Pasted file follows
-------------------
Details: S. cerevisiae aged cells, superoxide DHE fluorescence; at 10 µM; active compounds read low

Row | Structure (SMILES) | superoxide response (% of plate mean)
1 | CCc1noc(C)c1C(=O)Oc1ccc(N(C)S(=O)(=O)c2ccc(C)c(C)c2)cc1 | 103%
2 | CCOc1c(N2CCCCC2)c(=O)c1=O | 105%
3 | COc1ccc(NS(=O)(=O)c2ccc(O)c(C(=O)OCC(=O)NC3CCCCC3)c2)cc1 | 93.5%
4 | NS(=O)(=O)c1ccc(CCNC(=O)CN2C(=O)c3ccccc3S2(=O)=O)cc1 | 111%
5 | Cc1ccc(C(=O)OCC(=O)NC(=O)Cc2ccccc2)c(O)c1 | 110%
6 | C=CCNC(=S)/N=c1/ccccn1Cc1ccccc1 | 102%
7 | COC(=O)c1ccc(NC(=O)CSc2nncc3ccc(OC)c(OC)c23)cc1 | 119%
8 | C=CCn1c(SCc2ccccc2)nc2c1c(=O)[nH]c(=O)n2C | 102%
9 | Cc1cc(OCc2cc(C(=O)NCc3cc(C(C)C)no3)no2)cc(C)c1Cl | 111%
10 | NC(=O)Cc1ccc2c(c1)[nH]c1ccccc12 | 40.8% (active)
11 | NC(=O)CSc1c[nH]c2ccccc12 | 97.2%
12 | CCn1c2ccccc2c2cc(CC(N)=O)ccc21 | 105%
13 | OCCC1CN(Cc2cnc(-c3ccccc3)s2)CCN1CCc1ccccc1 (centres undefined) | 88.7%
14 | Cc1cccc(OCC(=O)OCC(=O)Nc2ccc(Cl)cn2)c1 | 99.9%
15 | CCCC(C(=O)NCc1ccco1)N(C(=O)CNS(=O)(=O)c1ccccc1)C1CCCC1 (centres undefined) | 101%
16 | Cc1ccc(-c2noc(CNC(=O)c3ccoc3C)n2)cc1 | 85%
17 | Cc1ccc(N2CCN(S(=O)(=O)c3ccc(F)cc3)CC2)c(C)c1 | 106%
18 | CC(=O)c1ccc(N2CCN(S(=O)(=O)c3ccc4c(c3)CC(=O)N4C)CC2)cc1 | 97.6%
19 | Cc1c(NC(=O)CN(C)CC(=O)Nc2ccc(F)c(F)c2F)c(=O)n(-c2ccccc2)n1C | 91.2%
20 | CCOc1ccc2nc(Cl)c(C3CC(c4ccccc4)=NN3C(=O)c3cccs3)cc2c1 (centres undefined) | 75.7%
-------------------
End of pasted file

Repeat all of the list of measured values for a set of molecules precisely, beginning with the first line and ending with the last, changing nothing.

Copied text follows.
Details: S. cerevisiae aged cells, superoxide DHE fluorescence; at 10 µM; active compounds read low

Row | Structure (SMILES) | superoxide response (% of plate mean)
1 | CCc1noc(C)c1C(=O)Oc1ccc(N(C)S(=O)(=O)c2ccc(C)c(C)c2)cc1 | 103%
2 | CCOc1c(N2CCCCC2)c(=O)c1=O | 105%
3 | COc1ccc(NS(=O)(=O)c2ccc(O)c(C(=O)OCC(=O)NC3CCCCC3)c2)cc1 | 93.5%
4 | NS(=O)(=O)c1ccc(CCNC(=O)CN2C(=O)c3ccccc3S2(=O)=O)cc1 | 111%
5 | Cc1ccc(C(=O)OCC(=O)NC(=O)Cc2ccccc2)c(O)c1 | 110%
6 | C=CCNC(=S)/N=c1/ccccn1Cc1ccccc1 | 102%
7 | COC(=O)c1ccc(NC(=O)CSc2nncc3ccc(OC)c(OC)c23)cc1 | 119%
8 | C=CCn1c(SCc2ccccc2)nc2c1c(=O)[nH]c(=O)n2C | 102%
9 | Cc1cc(OCc2cc(C(=O)NCc3cc(C(C)C)no3)no2)cc(C)c1Cl | 111%
10 | NC(=O)Cc1ccc2c(c1)[nH]c1ccccc12 | 40.8% (active)
11 | NC(=O)CSc1c[nH]c2ccccc12 | 97.2%
12 | CCn1c2ccccc2c2cc(CC(N)=O)ccc21 | 105%
13 | OCCC1CN(Cc2cnc(-c3ccccc3)s2)CCN1CCc1ccccc1 (centres undefined) | 88.7%
14 | Cc1cccc(OCC(=O)OCC(=O)Nc2ccc(Cl)cn2)c1 | 99.9%
15 | CCCC(C(=O)NCc1ccco1)N(C(=O)CNS(=O)(=O)c1ccccc1)C1CCCC1 (centres undefined) | 101%
16 | Cc1ccc(-c2noc(CNC(=O)c3ccoc3C)n2)cc1 | 85%
17 | Cc1ccc(N2CCN(S(=O)(=O)c3ccc(F)cc3)CC2)c(C)c1 | 106%
18 | CC(=O)c1ccc(N2CCN(S(=O)(=O)c3ccc4c(c3)CC(=O)N4C)CC2)cc1 | 97.6%
19 | Cc1c(NC(=O)CN(C)CC(=O)Nc2ccc(F)c(F)c2F)c(=O)n(-c2ccccc2)n1C | 91.2%
20 | CCOc1ccc2nc(Cl)c(C3CC(c4ccccc4)=NN3C(=O)c3cccs3)cc2c1 (centres undefined) | 75.7%